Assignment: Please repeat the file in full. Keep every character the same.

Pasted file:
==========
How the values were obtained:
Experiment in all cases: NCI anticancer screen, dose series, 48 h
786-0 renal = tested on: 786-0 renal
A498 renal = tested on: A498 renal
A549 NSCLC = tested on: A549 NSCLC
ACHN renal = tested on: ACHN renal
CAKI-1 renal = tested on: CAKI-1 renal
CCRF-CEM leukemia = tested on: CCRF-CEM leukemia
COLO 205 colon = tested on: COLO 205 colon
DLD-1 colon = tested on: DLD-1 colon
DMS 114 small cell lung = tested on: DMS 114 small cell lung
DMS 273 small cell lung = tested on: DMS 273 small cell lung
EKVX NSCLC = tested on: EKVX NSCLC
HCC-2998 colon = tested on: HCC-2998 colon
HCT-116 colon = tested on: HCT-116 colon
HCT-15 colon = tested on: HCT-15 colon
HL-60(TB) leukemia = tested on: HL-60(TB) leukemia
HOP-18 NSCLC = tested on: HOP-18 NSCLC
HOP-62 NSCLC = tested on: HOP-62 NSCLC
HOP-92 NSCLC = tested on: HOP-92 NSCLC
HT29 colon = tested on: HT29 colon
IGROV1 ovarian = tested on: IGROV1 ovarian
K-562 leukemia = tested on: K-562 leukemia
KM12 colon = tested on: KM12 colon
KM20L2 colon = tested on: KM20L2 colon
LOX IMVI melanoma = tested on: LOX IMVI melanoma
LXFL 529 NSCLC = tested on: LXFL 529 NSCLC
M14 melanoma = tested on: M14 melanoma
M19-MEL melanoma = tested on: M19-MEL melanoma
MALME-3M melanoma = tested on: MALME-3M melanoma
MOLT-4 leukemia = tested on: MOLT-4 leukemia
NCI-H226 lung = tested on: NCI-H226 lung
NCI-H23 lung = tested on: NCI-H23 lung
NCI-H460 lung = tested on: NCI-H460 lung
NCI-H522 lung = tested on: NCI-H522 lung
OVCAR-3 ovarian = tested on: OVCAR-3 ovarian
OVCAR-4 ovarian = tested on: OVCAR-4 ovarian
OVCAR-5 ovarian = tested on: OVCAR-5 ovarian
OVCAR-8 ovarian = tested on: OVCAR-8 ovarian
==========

How the values were obtained:
Experiment in all cases: NCI anticancer screen, dose series, 48 h
786-0 renal = tested on: 786-0 renal
A498 renal = tested on: A498 renal
A549 NSCLC = tested on: A549 NSCLC
ACHN renal = tested on: ACHN renal
CAKI-1 renal = tested on: CAKI-1 renal
CCRF-CEM leukemia = tested on: CCRF-CEM leukemia
COLO 205 colon = tested on: COLO 205 colon
DLD-1 colon = tested on: DLD-1 colon
DMS 114 small cell lung = tested on: DMS 114 small cell lung
DMS 273 small cell lung = tested on: DMS 273 small cell lung
EKVX NSCLC = tested on: EKVX NSCLC
HCC-2998 colon = tested on: HCC-2998 colon
HCT-116 colon = tested on: HCT-116 colon
HCT-15 colon = tested on: HCT-15 colon
HL-60(TB) leukemia = tested on: HL-60(TB) leukemia
HOP-18 NSCLC = tested on: HOP-18 NSCLC
HOP-62 NSCLC = tested on: HOP-62 NSCLC
HOP-92 NSCLC = tested on: HOP-92 NSCLC
HT29 colon = tested on: HT29 colon
IGROV1 ovarian = tested on: IGROV1 ovarian
K-562 leukemia = tested on: K-562 leukemia
KM12 colon = tested on: KM12 colon
KM20L2 colon = tested on: KM20L2 colon
LOX IMVI melanoma = tested on: LOX IMVI melanoma
LXFL 529 NSCLC = tested on: LXFL 529 NSCLC
M14 melanoma = tested on: M14 melanoma
M19-MEL melanoma = tested on: M19-MEL melanoma
MALME-3M melanoma = tested on: MALME-3M melanoma
MOLT-4 leukemia = tested on: MOLT-4 leukemia
NCI-H226 lung = tested on: NCI-H226 lung
NCI-H23 lung = tested on: NCI-H23 lung
NCI-H460 lung = tested on: NCI-H460 lung
NCI-H522 lung = tested on: NCI-H522 lung
OVCAR-3 ovarian = tested on: OVCAR-3 ovarian
OVCAR-4 ovarian = tested on: OVCAR-4 ovarian
OVCAR-5 ovarian = tested on: OVCAR-5 ovarian
OVCAR-8 ovarian = tested on: OVCAR-8 ovarian